Modifications of Mendel's Principles
Modification of Mendel's principles developed as knowledge of the chromosomes increased; many discoveries have helped to account for apparent deviations from Mendelian ratios. For example, Mendel's studies emphasized genes that behave independently from one another during transmission to offspring. But we now know that genes are transmitted as constituents of chromosomes, each of which carries many different genes, which sheds light on the tendency of certain characteristics to appear in combination with one another (linkage). It also has been found that some characteristics are sex-linked, i.e., are transmitted by genes carried by the sex chromosomes (see sex); and that a non-sex-linked gene inherited from the father may differ in its expression from the same gene inherited from the mother, a phenomenon called "imprinting." Other research has shown that there may be multiple alleles (more than two alternative genes) for a given characteristic: the human blood groups are determined by a combination of several possible alleles. It is apparent that homologous portions of paired chromosomes may be interchanged during meiosis (crossing over) and that the interaction of many genes is responsible for determining many of the traits of individuals. Since the discovery (1953) of the structure of DNA, work on nucleic acids has begun to explain how genes determine life processes by directing the synthesis of proteins. It has also explained mutations as alterations in gene or chromosome structure. It has been found, for example, that mutations in the form of repeated sequences of otherwise normal chemical bases, can grow in length with succeeding generations, in some cases causing diseases (e.g., myotonic muscular dystrophy) that increase in severity each time they are inherited.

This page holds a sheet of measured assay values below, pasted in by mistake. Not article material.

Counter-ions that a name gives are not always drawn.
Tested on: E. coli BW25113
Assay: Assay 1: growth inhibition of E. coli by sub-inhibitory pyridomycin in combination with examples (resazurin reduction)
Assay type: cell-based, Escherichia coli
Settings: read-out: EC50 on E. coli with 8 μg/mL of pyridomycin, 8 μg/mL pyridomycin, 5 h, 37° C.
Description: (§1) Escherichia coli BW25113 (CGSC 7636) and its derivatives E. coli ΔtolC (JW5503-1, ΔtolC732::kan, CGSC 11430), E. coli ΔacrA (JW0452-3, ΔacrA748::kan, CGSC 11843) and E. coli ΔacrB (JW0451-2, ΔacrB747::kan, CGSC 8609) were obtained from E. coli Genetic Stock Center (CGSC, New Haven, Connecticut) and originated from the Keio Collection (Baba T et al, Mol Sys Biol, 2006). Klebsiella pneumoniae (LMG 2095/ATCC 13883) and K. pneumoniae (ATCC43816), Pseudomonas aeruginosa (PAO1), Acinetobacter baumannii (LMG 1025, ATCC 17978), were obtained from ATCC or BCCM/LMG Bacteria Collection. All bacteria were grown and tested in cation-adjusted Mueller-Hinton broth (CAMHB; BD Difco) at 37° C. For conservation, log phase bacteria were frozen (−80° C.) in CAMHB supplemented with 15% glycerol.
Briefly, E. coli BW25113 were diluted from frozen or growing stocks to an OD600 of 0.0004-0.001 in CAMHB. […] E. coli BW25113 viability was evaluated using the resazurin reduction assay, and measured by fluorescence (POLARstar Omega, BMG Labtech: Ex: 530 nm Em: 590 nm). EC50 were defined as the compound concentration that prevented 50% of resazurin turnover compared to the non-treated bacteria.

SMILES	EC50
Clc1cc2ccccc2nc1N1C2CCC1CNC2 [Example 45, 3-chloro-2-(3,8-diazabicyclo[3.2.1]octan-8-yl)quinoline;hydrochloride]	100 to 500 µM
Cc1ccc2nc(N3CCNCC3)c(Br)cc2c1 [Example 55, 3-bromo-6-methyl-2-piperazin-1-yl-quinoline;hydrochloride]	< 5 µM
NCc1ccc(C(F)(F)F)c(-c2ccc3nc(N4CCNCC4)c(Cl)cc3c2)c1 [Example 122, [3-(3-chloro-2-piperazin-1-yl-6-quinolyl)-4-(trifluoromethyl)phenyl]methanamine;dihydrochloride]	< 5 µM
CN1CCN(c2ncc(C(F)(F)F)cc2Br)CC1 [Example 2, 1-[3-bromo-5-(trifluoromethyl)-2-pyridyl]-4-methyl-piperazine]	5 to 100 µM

Most of the knowledge of chromosome structure and the behavior of genes has come from studies of the vinegar, or fruit, fly ( Drosophila melanogaster ), which reproduces so rapidly that many generations can be studied over a short time. The work of T. H. Morgan and his associates on Drosophila was the basis of much of the early progress of genetics in the United States. Certain other small laboratory animals, plants, and microorganisms such as the E. coli bacteria are now used, also largely because of their ability to reproduce rapidly. For obvious reasons human beings are poor subjects for experimental genetic studies; however, much that aids understanding heredity in humans has been learned from the "lower" forms of life. Also, by tracing the appearance of certain abnormal characteristics (e.g., hemophilia, color blindness, and certain mental disorders and anatomical defects) and blood groups through a number of generations the hereditary pattern of these conditions has been established. The increasing ability of scientists to decode genetic information (see Human Genome Project) has led to a considerable expansion of knowledge about the nature and role of genes in humans and other organisms. Application of this knowledge has played an important role in the fields of gene therapy, genetic engineering, and evolutionary studies, and has resulted in a better understanding of the genetic components of disease, physical characteristics, mental illness, and even personality.
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